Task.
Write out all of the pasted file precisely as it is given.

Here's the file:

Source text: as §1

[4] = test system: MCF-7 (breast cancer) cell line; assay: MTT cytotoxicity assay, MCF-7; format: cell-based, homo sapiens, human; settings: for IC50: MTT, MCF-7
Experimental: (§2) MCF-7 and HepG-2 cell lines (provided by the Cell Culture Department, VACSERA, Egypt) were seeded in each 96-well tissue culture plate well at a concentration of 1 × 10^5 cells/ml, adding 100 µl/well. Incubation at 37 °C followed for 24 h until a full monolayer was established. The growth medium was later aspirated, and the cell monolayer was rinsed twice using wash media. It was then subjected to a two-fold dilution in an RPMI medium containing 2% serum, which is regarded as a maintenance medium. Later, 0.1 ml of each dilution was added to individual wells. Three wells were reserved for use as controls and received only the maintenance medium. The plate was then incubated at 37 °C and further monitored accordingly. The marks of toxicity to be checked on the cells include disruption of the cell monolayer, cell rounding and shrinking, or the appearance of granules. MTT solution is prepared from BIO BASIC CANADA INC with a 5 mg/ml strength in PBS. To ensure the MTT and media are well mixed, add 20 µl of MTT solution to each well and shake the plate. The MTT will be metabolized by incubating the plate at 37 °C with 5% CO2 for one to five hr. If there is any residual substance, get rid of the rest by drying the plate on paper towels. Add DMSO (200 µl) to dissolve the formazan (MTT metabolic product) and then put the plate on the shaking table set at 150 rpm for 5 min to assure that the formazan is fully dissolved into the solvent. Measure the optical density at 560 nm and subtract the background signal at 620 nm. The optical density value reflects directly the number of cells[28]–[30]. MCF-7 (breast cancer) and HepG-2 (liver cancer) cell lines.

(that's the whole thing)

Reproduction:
Source text: as §1

[4] = test system: MCF-7 (breast cancer) cell line; assay: MTT cytotoxicity assay, MCF-7; format: cell-based, homo sapiens, human; settings: for IC50: MTT, MCF-7
Experimental: (§2) MCF-7 and HepG-2 cell lines (provided by the Cell Culture Department, VACSERA, Egypt) were seeded in each 96-well tissue culture plate well at a concentration of 1 × 10^5 cells/ml, adding 100 µl/well. Incubation at 37 °C followed for 24 h until a full monolayer was established. The growth medium was later aspirated, and the cell monolayer was rinsed twice using wash media. It was then subjected to a two-fold dilution in an RPMI medium containing 2% serum, which is regarded as a maintenance medium. Later, 0.1 ml of each dilution was added to individual wells. Three wells were reserved for use as controls and received only the maintenance medium. The plate was then incubated at 37 °C and further monitored accordingly. The marks of toxicity to be checked on the cells include disruption of the cell monolayer, cell rounding and shrinking, or the appearance of granules. MTT solution is prepared from BIO BASIC CANADA INC with a 5 mg/ml strength in PBS. To ensure the MTT and media are well mixed, add 20 µl of MTT solution to each well and shake the plate. The MTT will be metabolized by incubating the plate at 37 °C with 5% CO2 for one to five hr. If there is any residual substance, get rid of the rest by drying the plate on paper towels. Add DMSO (200 µl) to dissolve the formazan (MTT metabolic product) and then put the plate on the shaking table set at 150 rpm for 5 min to assure that the formazan is fully dissolved into the solvent. Measure the optical density at 560 nm and subtract the background signal at 620 nm. The optical density value reflects directly the number of cells[28]–[30]. MCF-7 (breast cancer) and HepG-2 (liver cancer) cell lines.